August 2016 - Philippine Supreme Court Decisions/Resolutions
G.R. No. 203192, August 15, 2016 - IBM PHILIPPINES, INC., Petitioner, v. PRIME SYSTEMS PLUS, INC., Respondent.
G.R. No. 203192, August 15, 2016
IBM PHILIPPINES, INC., Petitioner, v. PRIME SYSTEMS PLUS, INC., Respondent.
D E C I S I O N
DEL CASTILLO, J.:
Before us is a Petition for Review which seeks to assail the Decision1 of the Court of Appeals (CA) dated January 30, 2012 and its Resolution2 dated August 17, 2012. The CA Decision modified the Regional Trial Court's (RTC) Decision3 dated March 25, 2008 by ordering respondent to pay petitioner P24,622,394.72 with 6% legal interest per annum and deleting the award of P1,000,000.00 as attorney's fees.4chanrobleslaw
Petitioner entered into an agreement with respondent whereby the former will deliver 45 automated teller machines (ATMs) and several computer hardware to respondent's customers for the total price of P24,743,610.43. On September 9, 2002, petitioner instituted a Complaint for sum of money, attorney's fees, costs of litigation with application for the issuance of a Writ of Preliminary Attachment5 against respondent. In the said Complaint, petitioner sought to have respondent pay the former P45,997,266.22 representing respondent's unpaid obligation with 3% monthly interest.
In its Answer6 dated June 17, 2003, respondent denied the allegations in the Complaint Respondent also alleged that "[it] (had) folly paid for the fifty six (56) ATMs it purchased from [petitioner] during the period covering December 1997 to February 1998."7chanrobleslaw
Ruling of the Regional Trial Court
After trial, the RTC rendered its Decision dated March 25, 2008 ordering respondent to pay the sum of P46,036,028.42 with interest at 6% per annum from March 15, 2006 and attorney's fees in the amount of P1,000,000.00. The RTC debunked respondent's allegation of payment finding that respondent's only evidence — a handwritten memorandum of respondent's president - was not even verified by the finance or accounting employees of respondent and is overturned by petitioner's evidence that respondent's checks were all dishonored. As regards the computation of interest, the trial court found petitioner's imposition of 3% monthly interest appropriate as the rate was "imposed by [petitioner] on all invoices which have not been paid thirty (30) days from delivery with the exception of those invoices under dispute x x x. Furthermore, in the Deed of Assignment of Receivables of August 31, 1998, [respondent] tacitly acknowledged such imposition of interest x x x."8chanrobleslaw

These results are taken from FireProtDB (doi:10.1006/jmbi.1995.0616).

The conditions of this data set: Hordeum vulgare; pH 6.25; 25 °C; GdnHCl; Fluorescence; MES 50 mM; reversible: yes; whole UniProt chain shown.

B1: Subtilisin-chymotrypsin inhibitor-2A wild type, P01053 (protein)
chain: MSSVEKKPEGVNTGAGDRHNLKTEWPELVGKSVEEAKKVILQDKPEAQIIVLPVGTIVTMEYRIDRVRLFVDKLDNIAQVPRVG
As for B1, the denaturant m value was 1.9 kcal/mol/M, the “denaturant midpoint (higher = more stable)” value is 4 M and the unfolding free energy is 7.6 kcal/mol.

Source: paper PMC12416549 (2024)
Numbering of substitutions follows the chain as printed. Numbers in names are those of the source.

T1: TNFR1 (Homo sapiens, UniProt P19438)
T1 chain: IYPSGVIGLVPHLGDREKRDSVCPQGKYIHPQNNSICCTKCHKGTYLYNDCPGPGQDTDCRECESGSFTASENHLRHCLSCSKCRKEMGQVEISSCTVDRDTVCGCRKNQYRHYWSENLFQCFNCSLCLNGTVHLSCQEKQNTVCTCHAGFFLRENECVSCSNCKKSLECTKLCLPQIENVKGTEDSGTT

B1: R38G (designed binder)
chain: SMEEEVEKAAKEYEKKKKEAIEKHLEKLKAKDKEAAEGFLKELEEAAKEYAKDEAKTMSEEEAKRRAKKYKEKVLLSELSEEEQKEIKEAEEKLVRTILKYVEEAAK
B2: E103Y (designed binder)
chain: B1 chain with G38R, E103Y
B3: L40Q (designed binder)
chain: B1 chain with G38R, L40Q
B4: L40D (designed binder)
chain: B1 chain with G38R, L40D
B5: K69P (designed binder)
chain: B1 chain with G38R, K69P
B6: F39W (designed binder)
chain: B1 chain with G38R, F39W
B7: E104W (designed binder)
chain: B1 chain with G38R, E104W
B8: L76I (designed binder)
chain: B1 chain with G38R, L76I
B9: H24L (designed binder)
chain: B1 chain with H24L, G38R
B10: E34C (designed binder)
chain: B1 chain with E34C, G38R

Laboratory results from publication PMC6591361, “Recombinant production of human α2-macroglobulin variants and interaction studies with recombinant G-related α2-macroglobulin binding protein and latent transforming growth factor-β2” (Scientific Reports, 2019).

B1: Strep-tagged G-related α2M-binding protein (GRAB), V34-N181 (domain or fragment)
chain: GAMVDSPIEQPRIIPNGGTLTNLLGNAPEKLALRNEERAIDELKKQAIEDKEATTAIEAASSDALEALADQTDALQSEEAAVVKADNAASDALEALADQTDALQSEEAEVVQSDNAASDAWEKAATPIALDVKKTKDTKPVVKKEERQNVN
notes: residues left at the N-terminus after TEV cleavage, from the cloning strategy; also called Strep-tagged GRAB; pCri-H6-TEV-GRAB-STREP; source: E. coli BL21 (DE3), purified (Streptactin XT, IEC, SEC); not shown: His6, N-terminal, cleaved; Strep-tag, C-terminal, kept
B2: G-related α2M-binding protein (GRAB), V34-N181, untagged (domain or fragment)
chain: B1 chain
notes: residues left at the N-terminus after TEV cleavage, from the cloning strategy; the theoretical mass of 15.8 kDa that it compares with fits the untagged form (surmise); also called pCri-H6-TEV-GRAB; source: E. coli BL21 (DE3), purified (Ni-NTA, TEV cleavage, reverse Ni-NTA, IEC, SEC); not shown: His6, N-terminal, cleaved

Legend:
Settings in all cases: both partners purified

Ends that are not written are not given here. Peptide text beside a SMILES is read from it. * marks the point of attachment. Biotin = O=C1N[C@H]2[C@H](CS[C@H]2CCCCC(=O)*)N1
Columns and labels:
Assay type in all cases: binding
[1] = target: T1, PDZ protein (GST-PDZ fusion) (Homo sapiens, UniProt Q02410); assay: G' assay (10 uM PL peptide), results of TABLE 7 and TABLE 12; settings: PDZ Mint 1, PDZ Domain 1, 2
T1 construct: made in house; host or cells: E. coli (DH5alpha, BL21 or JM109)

The dispositive portion of the RTC Decision reads:ChanRoblesVirtualawlibrary
ACCORDINGLY judgment is hereby rendered ordering defendant to pay plaintiff—Ruling of the Court of Appeals
(1) the sum of P46,036,028.42 with interest at 6% per annum from March 15, 2006; and (2) One Million (P1,000,000.00) Pesos as attorney's fees.
The counterclaim interposed by defendant is hereby dismissed for utter lack of merit.
With costs against defendant.
Respondent elevated the matter via a Petition for Certiorari10 before the CA. After both parties had filed their respective pleadings, the CA rendered its Decision dated January 30, 2012 partly granting respondent's Petition, It ordered respondent to pay petitioner P24,622,394.72 with 6% annual interest from the time of filing of the Complaint while it deleted the award of attorney's fees of P1,000,000.00. The CA found that there were certain pieces of evidence particularly those relating to the imposition of 3% monthly interest — which were misappreciated by the trial court, thus, leading to a different conclusion.11 Citing Article 195612 of the Civil Code, the CA found that "there is no showing that the parties had actually agreed on the imposition of the 3% monthly interest for invoices which remained unpaid 30 days from its delivery."13 The CA explained that petitioner's reliance on its letter to respondent imposing the said interest cannot be used to bind respondent as the same was a unilateral imposition of interest, rather than a mutual agreement between the parties. The CA also brushed aside petitioner's claim that respondent assented to such interest rate when it executed a Deed of Assignment of Receivables on August 31, 1998 without any objection about the interest rate. Finding the 3% monthly interest invalid, the CA imposed the legal interest of 6% annual interest in consonance with Article 220914 of the Civil Code and will start from the time the unpaid amount is judicially demanded.15 Lastly, the CA deleted the award of attorney's fees for failure of the trial court to discuss the basis for such award.16chanrobleslaw